Trashfiend is a book that almost wasn't, with author Scott Stine losing his manuscript and materials due to computer trouble. Its subject is disposable horror fare of the 1960s and 1970s – films, comics, magazines and collectables.
The first section comprises 60 pages of horror film reviews, looking at 24 films ranging from The Asphyx to Zombies, better known as I Eat Your Skin. Each review is structured around a comprehensive list of credits, followed by a spoiler-free plot synopsis, Stine's verdict and some details of note. There are some interesting discoveries here, such as The Asphyx being inspired by one Hippolyte Baraduc's attempts to photograph the spirit leaving a dead person's body. But there is also some misinformation, as with attributing Seddok to Mario Bava and crediting Bryan Edgar Wallace with working on Dario Argento's first three films. (Stine also has a habit – admittedly one I share – of overusing dashes and parentheses, which some may find irritating.)
Next is a forty or so page discussion of blaxploitation horror films, including Blacula, Ganga and Hess (which Stine correctly acknowledges isn't really a black exploitation film) and The Thing with Two Heads. For me the discovery here was that Welcome Home Brother Charles, whose trailers had led me to believe was more of a straight drama, is actually a monster movie, with the title character having what Stine amusing calls a “kaiju eiga” sized penis in reference to Gojira and company! Another interesting point is that many of the poster reproductions that illustrate the chapter - the book is profusely illustrated throughout - are of Mexican origin.
This is followed by a shorter article on William Beaudine's Billy the Kid vs Dracula and Jesse James Meets Frankenstein's daughter, along with an interview with Cal Bolder, who played the Frankenstein's daughter's monster.
Next up are another two interview based pieces, one on The Crater Lake Monster with actor and writer Richard Cardella, the other with Nightmare in Blood director and horror show host John Stanley, both of which sell but crucially do not oversell the films, making you curious to see them for yourself if you haven't done so already.
The same can be said of the next pieces, on film-maker and comic creator Pat Boyette and Rankin Bass's Mad Monster Party and Mad, Mad, Mad Monsters respectively.
By this point, it's also becoming clear that Stine is better subjects closer to his heart than reviewing more or less random horror films that he doesn't necessarily like. While his introductory piece on Belgian horror posters is disadvantaged by black and white reproductions and a relative unfamiliarity with the artists themselves, none being identified, subsequent articles and interviews with horror comics writer Bruce Jones (which includes illustrations from his story Jennifer, later adapted by Dario Argento for Masters of Horror); Marvel's horror magazines; Haunt of Horror, horror digest magazines; Shriek and House of Horror, seem much better.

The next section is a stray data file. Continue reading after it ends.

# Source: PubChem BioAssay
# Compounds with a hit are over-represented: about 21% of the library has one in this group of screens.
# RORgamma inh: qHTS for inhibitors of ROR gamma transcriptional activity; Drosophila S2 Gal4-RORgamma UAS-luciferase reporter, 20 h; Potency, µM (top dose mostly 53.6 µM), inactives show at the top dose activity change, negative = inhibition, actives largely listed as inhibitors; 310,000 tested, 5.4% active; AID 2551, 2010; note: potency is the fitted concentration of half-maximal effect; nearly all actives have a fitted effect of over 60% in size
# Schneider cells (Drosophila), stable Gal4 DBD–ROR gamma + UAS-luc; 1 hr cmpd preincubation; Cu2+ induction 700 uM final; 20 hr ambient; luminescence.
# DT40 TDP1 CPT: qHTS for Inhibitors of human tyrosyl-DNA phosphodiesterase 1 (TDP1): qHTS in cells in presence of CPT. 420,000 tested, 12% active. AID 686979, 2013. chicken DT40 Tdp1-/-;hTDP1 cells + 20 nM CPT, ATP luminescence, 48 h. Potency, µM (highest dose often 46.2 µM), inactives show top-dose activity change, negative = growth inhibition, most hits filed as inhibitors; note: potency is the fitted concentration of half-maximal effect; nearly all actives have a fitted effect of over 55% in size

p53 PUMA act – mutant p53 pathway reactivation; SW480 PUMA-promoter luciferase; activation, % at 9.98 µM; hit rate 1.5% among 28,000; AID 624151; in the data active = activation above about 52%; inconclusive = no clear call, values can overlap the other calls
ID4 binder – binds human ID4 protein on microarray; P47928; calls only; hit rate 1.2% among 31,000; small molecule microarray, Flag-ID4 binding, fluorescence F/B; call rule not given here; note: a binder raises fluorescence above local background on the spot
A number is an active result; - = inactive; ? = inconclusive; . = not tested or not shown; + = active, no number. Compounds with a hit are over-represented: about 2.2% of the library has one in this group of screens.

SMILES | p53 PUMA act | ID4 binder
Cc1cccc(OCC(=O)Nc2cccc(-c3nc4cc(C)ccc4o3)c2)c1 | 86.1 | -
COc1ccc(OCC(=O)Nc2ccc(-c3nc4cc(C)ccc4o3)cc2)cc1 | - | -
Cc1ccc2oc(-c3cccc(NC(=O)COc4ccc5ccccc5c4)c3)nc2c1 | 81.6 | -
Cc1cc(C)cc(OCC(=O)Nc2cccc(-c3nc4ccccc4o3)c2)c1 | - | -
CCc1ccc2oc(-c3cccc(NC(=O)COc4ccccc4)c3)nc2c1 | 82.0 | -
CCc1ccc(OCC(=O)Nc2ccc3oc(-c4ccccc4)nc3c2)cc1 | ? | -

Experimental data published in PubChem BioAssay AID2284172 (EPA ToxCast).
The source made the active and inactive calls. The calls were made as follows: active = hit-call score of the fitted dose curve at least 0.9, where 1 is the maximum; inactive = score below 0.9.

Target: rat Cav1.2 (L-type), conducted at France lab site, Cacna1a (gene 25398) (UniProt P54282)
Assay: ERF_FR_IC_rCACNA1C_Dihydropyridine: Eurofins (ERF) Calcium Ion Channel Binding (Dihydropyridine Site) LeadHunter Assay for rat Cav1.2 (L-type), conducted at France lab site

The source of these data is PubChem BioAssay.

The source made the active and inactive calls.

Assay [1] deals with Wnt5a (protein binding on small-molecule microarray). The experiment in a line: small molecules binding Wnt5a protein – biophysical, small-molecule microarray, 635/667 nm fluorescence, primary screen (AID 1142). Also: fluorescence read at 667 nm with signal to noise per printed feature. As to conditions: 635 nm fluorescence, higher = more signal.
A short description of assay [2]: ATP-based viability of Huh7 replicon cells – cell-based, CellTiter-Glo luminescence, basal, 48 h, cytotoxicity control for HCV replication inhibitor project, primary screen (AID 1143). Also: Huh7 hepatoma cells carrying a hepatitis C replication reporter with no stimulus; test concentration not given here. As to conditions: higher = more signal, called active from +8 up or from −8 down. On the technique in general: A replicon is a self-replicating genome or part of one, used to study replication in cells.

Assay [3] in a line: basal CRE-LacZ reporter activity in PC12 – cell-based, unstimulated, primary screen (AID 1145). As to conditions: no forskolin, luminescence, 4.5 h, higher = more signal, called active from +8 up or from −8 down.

The issue is that seems: Although, for example, Stine discusses Stephen King's pre-Carrie work in Startling Mystery and various girlie magazines, I just wasn't sure what to make of such information in the light of the earlier film reviews. Certainly Stine appears to know a lot more about his chosen specialist subjects, also noting the golden age comic character The Heap as a possible precursor of Marvel's Man Thing and DC's Swamp Thing alike, for instance, but there was still that lingering doubt at times.
This is less of an issue in the subsequent articles on 8mm horror films, Mars Attacks and Wally Wood, and monster-themed children's toys, precisely because they are more about Stine's own experiences as a collector of such memorabilia. (I did note, however, that a super 8mm film box for the Korean Yongary is incorrectly identified as being the Japanese Frankenstein vs Baragon.)
The book closes on a high with a 25 page essay on Nightmare Theatre, a Seattle TV programme from Stine's childhood, and his quest to find out more about its host, Joe Towey. From this you really get a sense of what it means to be a fan of something and of the kind of effort that can be involved when seeking to know more about it. It also gives you a renewed appreciation for Stine's accomplishments after that somewhat awkward opening 60 pages.
With the appendix providing a comprehensive checklist of the various horror comics and magazines discussed earlier, the final impression is of 240 pages of good to great material out of a total of 300 – an agreeable ratio, especially when the trying circumstances of the book's production are factored into the equation.
Trashfiend is published by Headpress, http://headpress.co.uk/
Scott Stine's personal site is http://thetrashcollector.com/